CANTON, FRANK M. _Frontier Trails_, Boston, 1930.

COE, GEORGE W. _Frontier Fighter_, Boston, 1934; reprinted by
University of New Mexico Press, Albuquerque. The autobiography
of one of Billy the Kid's men as recorded by Nan Hillary

COOLIDGE, DANE. _Fighting Men of the West_, New York, 1932.
Biographical sketches. OP.

CUNNINGHAM, EUGENE. _Triggernometry_, 1934; reprinted by
Caxton, Caldwell, Idaho. Excellent survey of codes and
characters. Written by a man of intelligence and knowledge.

FORREST, E. R. _Arizona's Dark and Bloody Ground_, Caxton,
Caldwell, Idaho, 1936.

GARD, WAYNE. _Sam Bass_, Boston, 1936. Most of the whole
truth. OP.

HALEY, J. EVETTS. _Jeff Milton--A Good Man with a Gun_,
University of Oklahoma Press, Norman, 1949. Jeff Milton the
whole man as well as the queller of bad men.

HENDRICKS, GEORGE. _The Bad Man of the West_, Naylor, San
Antonio, 1941. Analyses and classifications go far toward
making this treatment of old subjects original. Excellent
bibliographical guide.

HOUGH, EMERSON. _The Story of the Outlaw_, 1907. OP. An
omnibus carelessly put together with many holes in it.

LAKE, STUART. _Wyatt Earp_, Boston, 1931. Best written of all
gunmen biographies. Earp happened to be on the side of the

LANKFORD, N. P. _Vigilante Days and Ways_, 1890, 1912. OP.
Full treatment of lawlessness in the Northwest.

LOVE, ROBERTUS. _The Rise and Fall of Jesse James_, New York,
1926. Excellently written. OP.

RAINE, WILLIAM MCLEOD. _Famous s and Western Outlaws_,
Doubleday, Garden City, N. Y., 1929. A rogues' gallery. _Guns
of the Frontier_, Boston, 1940. Another miscellany. OP.

RASCOE, BURTON. _Belle Starr_, New York, 1941. OP.

RIPLEY, THOMAS. _They Died with Their Boots On_, 1935. Mostly
about John Wesley Hardin. OP.

SABIN, EDWIN L. _Wild Men of the Wild West_, New York, 1929.
Biographic survey of killers from the Mississippi to the
Pacific. OP.

WILD BILL HICKOK. The subject of various biographies, among
them those by Frank J. Wilstach (1926) and William
E. Connelley (1933). The _Nebraska History Magazine_ (Volume
X) for April-June 1927 is devoted to Wild Bill and contains a
"descriptive bibliography" on him by Addison E. Sheldon.

WOODHULL, FROST. Folk-Lore Shooting, in _Southwestern Lore_,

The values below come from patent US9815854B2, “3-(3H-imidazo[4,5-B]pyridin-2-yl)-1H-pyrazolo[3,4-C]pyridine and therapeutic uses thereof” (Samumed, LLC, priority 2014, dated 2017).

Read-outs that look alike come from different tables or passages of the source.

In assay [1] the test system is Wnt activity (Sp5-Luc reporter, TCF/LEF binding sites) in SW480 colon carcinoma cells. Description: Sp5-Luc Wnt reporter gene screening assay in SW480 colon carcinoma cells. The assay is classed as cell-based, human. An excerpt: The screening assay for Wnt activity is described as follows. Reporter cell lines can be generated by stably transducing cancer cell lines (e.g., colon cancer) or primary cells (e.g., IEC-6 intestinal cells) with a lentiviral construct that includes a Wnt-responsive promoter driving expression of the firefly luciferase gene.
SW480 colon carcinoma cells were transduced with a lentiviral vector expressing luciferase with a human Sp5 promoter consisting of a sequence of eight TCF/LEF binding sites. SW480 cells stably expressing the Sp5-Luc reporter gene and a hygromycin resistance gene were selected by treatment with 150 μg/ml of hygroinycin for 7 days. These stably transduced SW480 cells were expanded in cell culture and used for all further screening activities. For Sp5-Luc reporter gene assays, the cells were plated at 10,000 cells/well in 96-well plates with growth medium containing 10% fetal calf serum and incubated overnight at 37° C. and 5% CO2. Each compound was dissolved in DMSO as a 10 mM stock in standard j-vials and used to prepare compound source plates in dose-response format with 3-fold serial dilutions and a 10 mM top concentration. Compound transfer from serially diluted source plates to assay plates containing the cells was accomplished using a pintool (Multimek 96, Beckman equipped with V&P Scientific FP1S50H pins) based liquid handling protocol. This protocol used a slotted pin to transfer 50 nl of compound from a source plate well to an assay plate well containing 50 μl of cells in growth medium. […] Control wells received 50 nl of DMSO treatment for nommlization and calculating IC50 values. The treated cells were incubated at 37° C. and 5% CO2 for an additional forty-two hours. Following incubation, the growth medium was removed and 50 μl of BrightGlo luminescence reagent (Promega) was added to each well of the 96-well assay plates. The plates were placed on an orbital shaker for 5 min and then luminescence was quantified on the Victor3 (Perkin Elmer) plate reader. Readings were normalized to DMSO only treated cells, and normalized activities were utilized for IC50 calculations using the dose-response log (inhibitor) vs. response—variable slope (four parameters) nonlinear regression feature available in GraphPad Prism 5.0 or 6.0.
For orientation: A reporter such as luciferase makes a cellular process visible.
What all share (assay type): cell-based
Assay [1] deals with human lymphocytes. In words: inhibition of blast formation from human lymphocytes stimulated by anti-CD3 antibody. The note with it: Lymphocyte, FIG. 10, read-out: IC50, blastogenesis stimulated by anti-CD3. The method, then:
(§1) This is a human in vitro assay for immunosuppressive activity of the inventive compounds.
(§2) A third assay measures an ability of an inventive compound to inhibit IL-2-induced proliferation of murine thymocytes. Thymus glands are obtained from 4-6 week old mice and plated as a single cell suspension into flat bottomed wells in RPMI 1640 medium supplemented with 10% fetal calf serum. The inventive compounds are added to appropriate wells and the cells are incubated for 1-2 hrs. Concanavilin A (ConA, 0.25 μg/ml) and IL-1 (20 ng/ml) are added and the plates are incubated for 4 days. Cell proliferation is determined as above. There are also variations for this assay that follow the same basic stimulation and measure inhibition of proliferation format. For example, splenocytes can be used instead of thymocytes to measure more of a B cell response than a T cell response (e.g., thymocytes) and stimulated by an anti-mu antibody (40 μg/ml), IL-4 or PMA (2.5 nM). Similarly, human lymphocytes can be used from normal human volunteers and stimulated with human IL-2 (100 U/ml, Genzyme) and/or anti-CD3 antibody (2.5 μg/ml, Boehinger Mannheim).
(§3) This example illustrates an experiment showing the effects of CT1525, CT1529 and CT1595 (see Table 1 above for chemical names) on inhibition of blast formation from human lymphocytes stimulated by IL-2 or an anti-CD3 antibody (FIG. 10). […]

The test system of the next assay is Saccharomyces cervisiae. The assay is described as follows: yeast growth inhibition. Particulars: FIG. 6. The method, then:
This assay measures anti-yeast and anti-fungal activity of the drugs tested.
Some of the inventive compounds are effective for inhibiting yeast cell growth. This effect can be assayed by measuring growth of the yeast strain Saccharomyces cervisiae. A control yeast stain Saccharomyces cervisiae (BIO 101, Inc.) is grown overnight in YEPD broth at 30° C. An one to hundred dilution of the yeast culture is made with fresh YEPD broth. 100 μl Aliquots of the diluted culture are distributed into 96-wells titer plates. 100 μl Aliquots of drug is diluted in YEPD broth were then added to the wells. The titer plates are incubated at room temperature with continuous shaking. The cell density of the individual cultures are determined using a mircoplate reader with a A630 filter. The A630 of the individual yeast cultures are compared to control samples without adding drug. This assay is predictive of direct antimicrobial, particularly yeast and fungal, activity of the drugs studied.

Publication IX of the Texas Folklore Society, 1931. Rich.


Mining and Oil

DURING the twentieth century oil has brought so much money to
the Southwest that the proceeds from cattle have come to look
like tips. This statement is not based on statistics, though
statistics no doubt exist--even on the cost of catching sun
perch. Geological, legal, and economic writings on oil are
mountainous in quantity, but the human drama of oil yet
remains, for the most part, to be written. It is odd to find
such a modern book as Erna Fergusson's _Our Southwest_ not
mentioning oil. It is odd that no book of national reputation
comes off the presses about any aspect of oil. The nearest to
national notice on oil is the daily report of transactions on
the New York Stock Exchange. Oil companies subsidize histories
of themselves, endow universities with money to train
technicians they want, control state legislatures and senates,
and dictate to Congress what they want for themselves in
income tax laws; but so far they have not been able to hire
anybody to write a book about oil that anybody but the hirers
themselves wants to read. Probably they don't read them. The
first thing an oilman does after amassing a few millions is
buy a ranch on which he can get away from oil--and on which he
can spend some of his oil money.

People live a good deal by tradition and fight a good deal by
tradition also, voting more by prejudice. When one considers
the stream of cow country books and the romance of mining
living on in legends of lost mines and, then, the desert of
oil books, one realizes that it takes something more than
money to make the mare of romance run. Geology and economics
are beyond the aim of this _Guide_, but if oil money
keeps on buying up ranch land, the history of modern ranching
will be resolved into the biographies of a comparatively few

BOATRIGHT, MODY C. _Gib Morgan: Minstrel of the Oil Fields_.
Texas Folklore Society, Austin, 1945. Folk tales about Gib
rather than minstrelsy. OP.

BOONE, LALIA PHIPPS. _The Petroleum Dictionary_, University of
Oklahoma Press, Norman, 1952. "More than 6,000 entries:
definitions of technical terms and everyday expressions, a
comprehensive guide to the language of the oil industry."

CAUGHEY, JOHN WALTON. _Gold Is the Cornerstone_ (1948).
Adequate treatment of the discovery of California gold and of
the miners. _Rushing for Gold_ (1949). Twelve essays by twelve
writers, with emphasis on travel to California. Both books
published by University of California Press, Berkeley and Los

CENDRARS, BLAISE. _Sutter's Gold_, London, 1926. OP.

CLARK, JAMES A., and HALBOUTY, MICHEL T. _Spindletop_, Random
House, New York, 1952. On January 10, 1901, the Spindletop
gusher, near Beaumont, Texas, roared in the oil age. This
book, while it presumes to record what Pat Higgins was
thinking as he sat in front of a country store, seems to be
"the true story." The bare facts in it make drama.

DE QUILLE, DAN (pseudonym for William Wright) . _The Big
Bonanza_, Hartford, 1876. Reprinted, 1947. OP.

DOBIE, J. FRANK. _Coronado's Children_, Dallas, 1930;